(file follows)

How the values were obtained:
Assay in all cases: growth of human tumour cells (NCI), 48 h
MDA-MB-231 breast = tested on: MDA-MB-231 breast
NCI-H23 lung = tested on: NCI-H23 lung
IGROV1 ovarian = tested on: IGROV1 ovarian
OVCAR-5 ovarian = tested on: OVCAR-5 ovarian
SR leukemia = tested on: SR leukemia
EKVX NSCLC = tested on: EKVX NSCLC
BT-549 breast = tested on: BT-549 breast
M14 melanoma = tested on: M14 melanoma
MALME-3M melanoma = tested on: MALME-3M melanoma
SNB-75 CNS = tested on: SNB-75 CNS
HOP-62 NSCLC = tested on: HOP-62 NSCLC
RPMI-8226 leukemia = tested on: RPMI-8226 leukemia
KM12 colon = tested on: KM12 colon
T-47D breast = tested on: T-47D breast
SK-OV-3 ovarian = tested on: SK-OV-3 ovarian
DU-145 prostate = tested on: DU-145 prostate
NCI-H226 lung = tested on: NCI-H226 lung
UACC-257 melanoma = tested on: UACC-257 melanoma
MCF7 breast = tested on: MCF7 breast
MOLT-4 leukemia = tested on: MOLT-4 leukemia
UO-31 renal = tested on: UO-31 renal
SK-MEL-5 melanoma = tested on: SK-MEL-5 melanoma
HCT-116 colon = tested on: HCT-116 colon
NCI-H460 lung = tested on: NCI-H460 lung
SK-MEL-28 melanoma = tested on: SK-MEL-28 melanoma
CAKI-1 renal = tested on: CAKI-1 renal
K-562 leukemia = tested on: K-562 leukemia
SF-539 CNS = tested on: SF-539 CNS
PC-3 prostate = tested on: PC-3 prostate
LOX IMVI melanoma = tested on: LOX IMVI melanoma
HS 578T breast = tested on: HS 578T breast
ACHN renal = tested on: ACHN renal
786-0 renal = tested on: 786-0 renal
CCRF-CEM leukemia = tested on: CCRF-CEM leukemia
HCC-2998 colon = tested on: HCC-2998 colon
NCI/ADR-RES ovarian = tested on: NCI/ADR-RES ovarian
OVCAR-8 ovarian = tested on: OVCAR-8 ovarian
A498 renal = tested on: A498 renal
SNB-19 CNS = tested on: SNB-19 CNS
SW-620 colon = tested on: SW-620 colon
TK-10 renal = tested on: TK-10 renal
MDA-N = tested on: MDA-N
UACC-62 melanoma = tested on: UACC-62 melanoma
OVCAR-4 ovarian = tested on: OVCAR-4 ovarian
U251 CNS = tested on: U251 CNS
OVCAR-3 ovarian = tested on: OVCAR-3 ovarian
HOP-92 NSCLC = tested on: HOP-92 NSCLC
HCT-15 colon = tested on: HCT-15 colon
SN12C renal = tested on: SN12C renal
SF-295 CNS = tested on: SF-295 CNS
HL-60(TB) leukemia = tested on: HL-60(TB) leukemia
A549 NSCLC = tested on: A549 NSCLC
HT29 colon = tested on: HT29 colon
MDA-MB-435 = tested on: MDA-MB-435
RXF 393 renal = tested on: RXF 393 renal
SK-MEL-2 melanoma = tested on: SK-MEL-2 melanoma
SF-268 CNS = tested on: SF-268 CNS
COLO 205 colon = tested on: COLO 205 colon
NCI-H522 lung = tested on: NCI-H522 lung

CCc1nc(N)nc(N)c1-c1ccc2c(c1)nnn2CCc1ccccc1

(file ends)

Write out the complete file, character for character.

How the values were obtained:
Assay in all cases: growth of human tumour cells (NCI), 48 h
MDA-MB-231 breast = tested on: MDA-MB-231 breast
NCI-H23 lung = tested on: NCI-H23 lung
IGROV1 ovarian = tested on: IGROV1 ovarian
OVCAR-5 ovarian = tested on: OVCAR-5 ovarian
SR leukemia = tested on: SR leukemia
EKVX NSCLC = tested on: EKVX NSCLC
BT-549 breast = tested on: BT-549 breast
M14 melanoma = tested on: M14 melanoma
MALME-3M melanoma = tested on: MALME-3M melanoma
SNB-75 CNS = tested on: SNB-75 CNS
HOP-62 NSCLC = tested on: HOP-62 NSCLC
RPMI-8226 leukemia = tested on: RPMI-8226 leukemia
KM12 colon = tested on: KM12 colon
T-47D breast = tested on: T-47D breast
SK-OV-3 ovarian = tested on: SK-OV-3 ovarian
DU-145 prostate = tested on: DU-145 prostate
NCI-H226 lung = tested on: NCI-H226 lung
UACC-257 melanoma = tested on: UACC-257 melanoma
MCF7 breast = tested on: MCF7 breast
MOLT-4 leukemia = tested on: MOLT-4 leukemia
UO-31 renal = tested on: UO-31 renal
SK-MEL-5 melanoma = tested on: SK-MEL-5 melanoma
HCT-116 colon = tested on: HCT-116 colon
NCI-H460 lung = tested on: NCI-H460 lung
SK-MEL-28 melanoma = tested on: SK-MEL-28 melanoma
CAKI-1 renal = tested on: CAKI-1 renal
K-562 leukemia = tested on: K-562 leukemia
SF-539 CNS = tested on: SF-539 CNS
PC-3 prostate = tested on: PC-3 prostate
LOX IMVI melanoma = tested on: LOX IMVI melanoma
HS 578T breast = tested on: HS 578T breast
ACHN renal = tested on: ACHN renal
786-0 renal = tested on: 786-0 renal
CCRF-CEM leukemia = tested on: CCRF-CEM leukemia
HCC-2998 colon = tested on: HCC-2998 colon
NCI/ADR-RES ovarian = tested on: NCI/ADR-RES ovarian
OVCAR-8 ovarian = tested on: OVCAR-8 ovarian
A498 renal = tested on: A498 renal
SNB-19 CNS = tested on: SNB-19 CNS
SW-620 colon = tested on: SW-620 colon
TK-10 renal = tested on: TK-10 renal
MDA-N = tested on: MDA-N
UACC-62 melanoma = tested on: UACC-62 melanoma
OVCAR-4 ovarian = tested on: OVCAR-4 ovarian
U251 CNS = tested on: U251 CNS
OVCAR-3 ovarian = tested on: OVCAR-3 ovarian
HOP-92 NSCLC = tested on: HOP-92 NSCLC
HCT-15 colon = tested on: HCT-15 colon
SN12C renal = tested on: SN12C renal
SF-295 CNS = tested on: SF-295 CNS
HL-60(TB) leukemia = tested on: HL-60(TB) leukemia
A549 NSCLC = tested on: A549 NSCLC
HT29 colon = tested on: HT29 colon
MDA-MB-435 = tested on: MDA-MB-435
RXF 393 renal = tested on: RXF 393 renal
SK-MEL-2 melanoma = tested on: SK-MEL-2 melanoma
SF-268 CNS = tested on: SF-268 CNS
COLO 205 colon = tested on: COLO 205 colon
NCI-H522 lung = tested on: NCI-H522 lung

CCc1nc(N)nc(N)c1-c1ccc2c(c1)nnn2CCc1ccccc1